The following are questions submitted during a webinar with stations and producers.

1. What are some of the social media sites that may help me reach a broader audience?

There are an overwhelming number of social sites on the Web – choosing the right one(s) can be tricky but there are a few that we can recommend. We even have some helpful Best Practices that will get you started.

  • Facebook:
    Facebook is a social media platform where people can create profiles, share content, create groups and interact in many other ways.
  • Twitter:
    Twitter is an exciting and quirky social media tool. At last count there are several million Twitter users, and a fair number of those visit the site and update regularly. Twitter is essentially a way to send instant messages to groups of people who have chosen to “follow.” You, in turn, can follow the same (or different) people yourself.
  • Flickr:
    Flickr is a user-generated photo sharing site.
  • YouTube:
    YouTube is a user-generated video sharing site.
  • Delicious:
    Delicious is a social bookmarking and sharing site.
    Having a presence in the blogosphere is key to growing an audience. You want to be involved wherever your audience is.

2. I have a blog but no one is coming – what now?

Be patient and proactive. Building an audience takes time. The first step is making sure the content you have on your site/blog meets the needs of your audience or intended audience. Take your time to find what works best for you and your audience – experiment with content and structure. Once you have something that you feel works for you, start reaching out.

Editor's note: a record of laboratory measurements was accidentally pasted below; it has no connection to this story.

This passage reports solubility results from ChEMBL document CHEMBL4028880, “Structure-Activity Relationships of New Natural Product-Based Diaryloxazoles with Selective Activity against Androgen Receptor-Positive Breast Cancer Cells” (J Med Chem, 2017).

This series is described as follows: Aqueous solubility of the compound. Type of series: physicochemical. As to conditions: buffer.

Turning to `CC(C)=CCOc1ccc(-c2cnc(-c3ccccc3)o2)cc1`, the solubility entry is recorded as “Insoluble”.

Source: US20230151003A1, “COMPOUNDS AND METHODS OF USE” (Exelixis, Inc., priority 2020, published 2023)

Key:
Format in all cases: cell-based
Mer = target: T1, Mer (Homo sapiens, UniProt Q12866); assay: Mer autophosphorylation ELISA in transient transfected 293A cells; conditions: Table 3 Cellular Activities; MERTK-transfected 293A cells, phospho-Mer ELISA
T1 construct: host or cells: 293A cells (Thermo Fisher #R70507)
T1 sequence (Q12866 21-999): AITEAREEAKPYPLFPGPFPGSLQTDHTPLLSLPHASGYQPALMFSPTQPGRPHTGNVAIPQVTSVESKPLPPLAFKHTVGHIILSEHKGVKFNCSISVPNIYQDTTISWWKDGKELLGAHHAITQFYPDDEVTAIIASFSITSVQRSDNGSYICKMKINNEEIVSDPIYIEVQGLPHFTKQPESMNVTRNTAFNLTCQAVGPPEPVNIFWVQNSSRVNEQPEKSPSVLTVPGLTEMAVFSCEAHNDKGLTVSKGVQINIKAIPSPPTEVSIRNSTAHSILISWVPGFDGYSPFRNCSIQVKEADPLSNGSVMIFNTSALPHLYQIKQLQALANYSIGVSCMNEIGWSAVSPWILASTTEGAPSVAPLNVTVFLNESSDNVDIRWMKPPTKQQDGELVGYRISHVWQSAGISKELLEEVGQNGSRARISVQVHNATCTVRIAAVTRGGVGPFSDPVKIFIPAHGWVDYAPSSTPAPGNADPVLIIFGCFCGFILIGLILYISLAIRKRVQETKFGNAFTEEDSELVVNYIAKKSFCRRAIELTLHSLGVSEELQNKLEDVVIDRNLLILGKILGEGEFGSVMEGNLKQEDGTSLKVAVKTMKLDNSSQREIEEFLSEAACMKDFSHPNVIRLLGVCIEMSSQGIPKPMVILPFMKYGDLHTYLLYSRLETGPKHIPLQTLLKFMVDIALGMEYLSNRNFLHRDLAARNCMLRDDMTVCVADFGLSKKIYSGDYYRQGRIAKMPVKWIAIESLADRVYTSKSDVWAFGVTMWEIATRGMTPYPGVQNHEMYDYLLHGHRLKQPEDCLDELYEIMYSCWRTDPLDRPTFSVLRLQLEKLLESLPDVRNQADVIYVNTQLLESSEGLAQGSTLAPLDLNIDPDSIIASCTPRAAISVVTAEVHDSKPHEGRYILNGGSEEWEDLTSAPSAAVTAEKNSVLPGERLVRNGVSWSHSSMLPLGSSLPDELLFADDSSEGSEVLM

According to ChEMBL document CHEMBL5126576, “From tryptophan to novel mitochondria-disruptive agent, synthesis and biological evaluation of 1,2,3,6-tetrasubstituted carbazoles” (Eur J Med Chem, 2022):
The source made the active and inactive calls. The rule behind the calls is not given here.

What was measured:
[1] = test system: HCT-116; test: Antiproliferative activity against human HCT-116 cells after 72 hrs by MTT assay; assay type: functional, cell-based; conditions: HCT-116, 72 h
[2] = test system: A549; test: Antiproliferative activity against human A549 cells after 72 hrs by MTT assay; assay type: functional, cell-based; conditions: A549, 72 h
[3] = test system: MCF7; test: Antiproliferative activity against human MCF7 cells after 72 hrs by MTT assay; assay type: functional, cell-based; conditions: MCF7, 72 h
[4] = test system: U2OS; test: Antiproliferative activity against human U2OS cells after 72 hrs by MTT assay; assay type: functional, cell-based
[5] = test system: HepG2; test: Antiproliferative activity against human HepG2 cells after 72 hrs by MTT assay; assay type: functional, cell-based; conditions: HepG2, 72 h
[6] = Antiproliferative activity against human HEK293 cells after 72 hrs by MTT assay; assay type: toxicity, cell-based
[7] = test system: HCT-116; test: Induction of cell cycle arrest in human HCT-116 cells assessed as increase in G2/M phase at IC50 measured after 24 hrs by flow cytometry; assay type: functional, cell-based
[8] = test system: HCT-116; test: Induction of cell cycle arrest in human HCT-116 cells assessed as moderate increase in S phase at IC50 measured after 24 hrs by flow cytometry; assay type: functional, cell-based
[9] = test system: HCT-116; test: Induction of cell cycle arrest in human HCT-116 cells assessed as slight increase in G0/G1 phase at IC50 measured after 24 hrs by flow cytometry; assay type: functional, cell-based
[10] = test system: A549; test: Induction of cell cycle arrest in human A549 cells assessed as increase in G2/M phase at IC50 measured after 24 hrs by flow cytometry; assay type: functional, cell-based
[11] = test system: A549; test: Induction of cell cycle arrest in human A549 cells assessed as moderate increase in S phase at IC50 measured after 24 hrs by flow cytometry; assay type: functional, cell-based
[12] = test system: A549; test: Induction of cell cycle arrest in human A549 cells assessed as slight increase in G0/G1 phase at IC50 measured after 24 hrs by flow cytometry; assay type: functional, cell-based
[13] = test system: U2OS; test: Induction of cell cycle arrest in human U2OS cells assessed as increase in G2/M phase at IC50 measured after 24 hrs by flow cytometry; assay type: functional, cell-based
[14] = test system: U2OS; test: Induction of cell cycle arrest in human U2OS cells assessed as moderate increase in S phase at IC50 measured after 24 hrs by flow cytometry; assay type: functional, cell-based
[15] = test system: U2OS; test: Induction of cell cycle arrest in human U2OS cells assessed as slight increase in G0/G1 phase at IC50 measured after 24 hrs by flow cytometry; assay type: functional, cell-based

3. How can I reach out and connect to the blogosphere?

Reaching out and connecting with the blogosphere may take a little work at first but you will likely reap many benefits. First, there are some easy free ways to reach out:
Have everyone involved with the blog - authors, editors, web producers, production or station staff, management - include the name and url of the blog on their e-mail signature line.
If appropriate, ask people you know who have blogs - family, friends, co-workers, colleagues - to include a link from their blog to your blog. In addition, find related blogs your target readers are likely to enjoy (or know) and list them in your blogroll.

Read other blogs and occasionally leave comments on them. Make sure you have something relevant to say and use your blog in your signature line. If an entry on one of those blogs is of interest to your readers, link to it.
Put a visible link, ideally with an image, on your station’s home page and appropriate inside pages. Make sure the link language is very clear so people know what they’re getting if they click.

4. Should I set up a Facebook Fan Page?
Yes. Fan pages allow you to promote and interact with an engaged community already using Facebook; you can send direct messages to “Fans” of your organization; and fan pages are SEO (search engine optimization) friendly. In addition, when someone becomes a fan, a link to your fan page is inserted into their news feed, further spreading your brand across the social network.

5. How do I set up a Facebook Fan Page?
Start by visiting and select what type of fan page you want to create.
Next, give your fan page a name and upload a logo or image. That’s it!

Once you’ve created your page, you’ll need to add content. You can add text, images, video, events, notes, discussion boards, or Facebook Applications as you would a personal profile. Each of these present an additional opportunity to spread your content virally across the Facebook network.